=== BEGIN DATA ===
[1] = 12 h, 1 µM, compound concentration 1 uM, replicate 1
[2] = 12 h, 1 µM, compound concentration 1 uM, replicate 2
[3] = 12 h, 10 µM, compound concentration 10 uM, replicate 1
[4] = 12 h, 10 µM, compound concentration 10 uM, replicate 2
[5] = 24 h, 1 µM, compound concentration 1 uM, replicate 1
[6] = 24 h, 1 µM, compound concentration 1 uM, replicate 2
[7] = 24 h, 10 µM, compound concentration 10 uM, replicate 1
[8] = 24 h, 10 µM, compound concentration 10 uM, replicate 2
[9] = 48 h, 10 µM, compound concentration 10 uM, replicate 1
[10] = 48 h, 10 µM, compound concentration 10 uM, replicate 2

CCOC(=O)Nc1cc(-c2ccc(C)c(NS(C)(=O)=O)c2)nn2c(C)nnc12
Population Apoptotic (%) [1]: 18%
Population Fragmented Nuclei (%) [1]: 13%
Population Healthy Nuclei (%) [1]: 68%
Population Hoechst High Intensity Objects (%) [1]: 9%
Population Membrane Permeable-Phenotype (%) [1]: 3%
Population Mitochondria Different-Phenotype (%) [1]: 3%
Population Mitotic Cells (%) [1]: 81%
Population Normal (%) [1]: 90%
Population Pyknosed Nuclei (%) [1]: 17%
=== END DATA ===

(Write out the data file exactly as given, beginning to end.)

[1] = 12 h, 1 µM, compound concentration 1 uM, replicate 1
[2] = 12 h, 1 µM, compound concentration 1 uM, replicate 2
[3] = 12 h, 10 µM, compound concentration 10 uM, replicate 1
[4] = 12 h, 10 µM, compound concentration 10 uM, replicate 2
[5] = 24 h, 1 µM, compound concentration 1 uM, replicate 1
[6] = 24 h, 1 µM, compound concentration 1 uM, replicate 2
[7] = 24 h, 10 µM, compound concentration 10 uM, replicate 1
[8] = 24 h, 10 µM, compound concentration 10 uM, replicate 2
[9] = 48 h, 10 µM, compound concentration 10 uM, replicate 1
[10] = 48 h, 10 µM, compound concentration 10 uM, replicate 2

CCOC(=O)Nc1cc(-c2ccc(C)c(NS(C)(=O)=O)c2)nn2c(C)nnc12
Population Apoptotic (%) [1]: 18%
Population Fragmented Nuclei (%) [1]: 13%
Population Healthy Nuclei (%) [1]: 68%
Population Hoechst High Intensity Objects (%) [1]: 9%
Population Membrane Permeable-Phenotype (%) [1]: 3%
Population Mitochondria Different-Phenotype (%) [1]: 3%
Population Mitotic Cells (%) [1]: 81%
Population Normal (%) [1]: 90%
Population Pyknosed Nuclei (%) [1]: 17%